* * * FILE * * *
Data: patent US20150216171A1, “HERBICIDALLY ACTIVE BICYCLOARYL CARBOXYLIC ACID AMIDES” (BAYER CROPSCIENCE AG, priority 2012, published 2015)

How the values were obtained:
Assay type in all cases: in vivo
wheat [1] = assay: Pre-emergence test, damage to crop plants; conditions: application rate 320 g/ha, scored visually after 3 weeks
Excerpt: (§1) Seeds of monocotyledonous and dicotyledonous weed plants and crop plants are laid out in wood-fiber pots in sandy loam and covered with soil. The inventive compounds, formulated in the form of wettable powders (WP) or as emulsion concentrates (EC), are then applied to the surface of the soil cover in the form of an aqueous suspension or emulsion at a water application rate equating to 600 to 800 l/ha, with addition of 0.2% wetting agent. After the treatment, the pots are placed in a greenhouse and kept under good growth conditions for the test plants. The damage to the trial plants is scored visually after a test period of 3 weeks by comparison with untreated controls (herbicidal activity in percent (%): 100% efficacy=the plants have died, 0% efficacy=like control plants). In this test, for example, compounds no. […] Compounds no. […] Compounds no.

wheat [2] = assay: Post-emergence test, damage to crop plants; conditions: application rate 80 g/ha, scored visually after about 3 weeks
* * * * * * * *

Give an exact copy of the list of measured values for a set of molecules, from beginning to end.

Data: patent US20150216171A1, “HERBICIDALLY ACTIVE BICYCLOARYL CARBOXYLIC ACID AMIDES” (BAYER CROPSCIENCE AG, priority 2012, published 2015)

How the values were obtained:
Assay type in all cases: in vivo
wheat [1] = assay: Pre-emergence test, damage to crop plants; conditions: application rate 320 g/ha, scored visually after 3 weeks
Excerpt: (§1) Seeds of monocotyledonous and dicotyledonous weed plants and crop plants are laid out in wood-fiber pots in sandy loam and covered with soil. The inventive compounds, formulated in the form of wettable powders (WP) or as emulsion concentrates (EC), are then applied to the surface of the soil cover in the form of an aqueous suspension or emulsion at a water application rate equating to 600 to 800 l/ha, with addition of 0.2% wetting agent. After the treatment, the pots are placed in a greenhouse and kept under good growth conditions for the test plants. The damage to the trial plants is scored visually after a test period of 3 weeks by comparison with untreated controls (herbicidal activity in percent (%): 100% efficacy=the plants have died, 0% efficacy=like control plants). In this test, for example, compounds no. […] Compounds no. […] Compounds no.

wheat [2] = assay: Post-emergence test, damage to crop plants; conditions: application rate 80 g/ha, scored visually after about 3 weeks